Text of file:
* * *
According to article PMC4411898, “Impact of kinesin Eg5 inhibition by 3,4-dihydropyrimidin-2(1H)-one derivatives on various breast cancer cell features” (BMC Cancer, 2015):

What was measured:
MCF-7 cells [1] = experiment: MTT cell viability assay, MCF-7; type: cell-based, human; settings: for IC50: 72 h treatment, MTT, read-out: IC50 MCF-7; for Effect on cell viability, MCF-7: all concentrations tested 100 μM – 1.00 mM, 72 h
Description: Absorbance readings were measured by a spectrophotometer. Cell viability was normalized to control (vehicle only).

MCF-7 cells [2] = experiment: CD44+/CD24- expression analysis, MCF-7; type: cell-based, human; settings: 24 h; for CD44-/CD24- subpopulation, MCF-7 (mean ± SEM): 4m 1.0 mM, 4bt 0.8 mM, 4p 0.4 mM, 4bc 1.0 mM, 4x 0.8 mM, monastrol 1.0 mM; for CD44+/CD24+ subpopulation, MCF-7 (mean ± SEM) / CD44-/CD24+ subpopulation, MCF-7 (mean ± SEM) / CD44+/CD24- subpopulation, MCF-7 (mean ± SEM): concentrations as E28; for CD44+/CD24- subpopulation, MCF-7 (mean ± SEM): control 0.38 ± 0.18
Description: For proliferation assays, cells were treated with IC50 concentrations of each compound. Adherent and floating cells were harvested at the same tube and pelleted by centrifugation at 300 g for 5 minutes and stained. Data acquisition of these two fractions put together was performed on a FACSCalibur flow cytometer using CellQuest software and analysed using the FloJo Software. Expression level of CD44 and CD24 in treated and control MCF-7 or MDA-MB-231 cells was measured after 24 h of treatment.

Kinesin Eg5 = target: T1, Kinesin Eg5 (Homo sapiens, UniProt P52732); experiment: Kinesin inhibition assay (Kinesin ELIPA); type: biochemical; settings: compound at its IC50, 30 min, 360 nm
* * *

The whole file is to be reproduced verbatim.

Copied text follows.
According to article PMC4411898, “Impact of kinesin Eg5 inhibition by 3,4-dihydropyrimidin-2(1H)-one derivatives on various breast cancer cell features” (BMC Cancer, 2015):

What was measured:
MCF-7 cells [1] = experiment: MTT cell viability assay, MCF-7; type: cell-based, human; settings: for IC50: 72 h treatment, MTT, read-out: IC50 MCF-7; for Effect on cell viability, MCF-7: all concentrations tested 100 μM – 1.00 mM, 72 h
Description: Absorbance readings were measured by a spectrophotometer. Cell viability was normalized to control (vehicle only).

MCF-7 cells [2] = experiment: CD44+/CD24- expression analysis, MCF-7; type: cell-based, human; settings: 24 h; for CD44-/CD24- subpopulation, MCF-7 (mean ± SEM): 4m 1.0 mM, 4bt 0.8 mM, 4p 0.4 mM, 4bc 1.0 mM, 4x 0.8 mM, monastrol 1.0 mM; for CD44+/CD24+ subpopulation, MCF-7 (mean ± SEM) / CD44-/CD24+ subpopulation, MCF-7 (mean ± SEM) / CD44+/CD24- subpopulation, MCF-7 (mean ± SEM): concentrations as E28; for CD44+/CD24- subpopulation, MCF-7 (mean ± SEM): control 0.38 ± 0.18
Description: For proliferation assays, cells were treated with IC50 concentrations of each compound. Adherent and floating cells were harvested at the same tube and pelleted by centrifugation at 300 g for 5 minutes and stained. Data acquisition of these two fractions put together was performed on a FACSCalibur flow cytometer using CellQuest software and analysed using the FloJo Software. Expression level of CD44 and CD24 in treated and control MCF-7 or MDA-MB-231 cells was measured after 24 h of treatment.

Kinesin Eg5 = target: T1, Kinesin Eg5 (Homo sapiens, UniProt P52732); experiment: Kinesin inhibition assay (Kinesin ELIPA); type: biochemical; settings: compound at its IC50, 30 min, 360 nm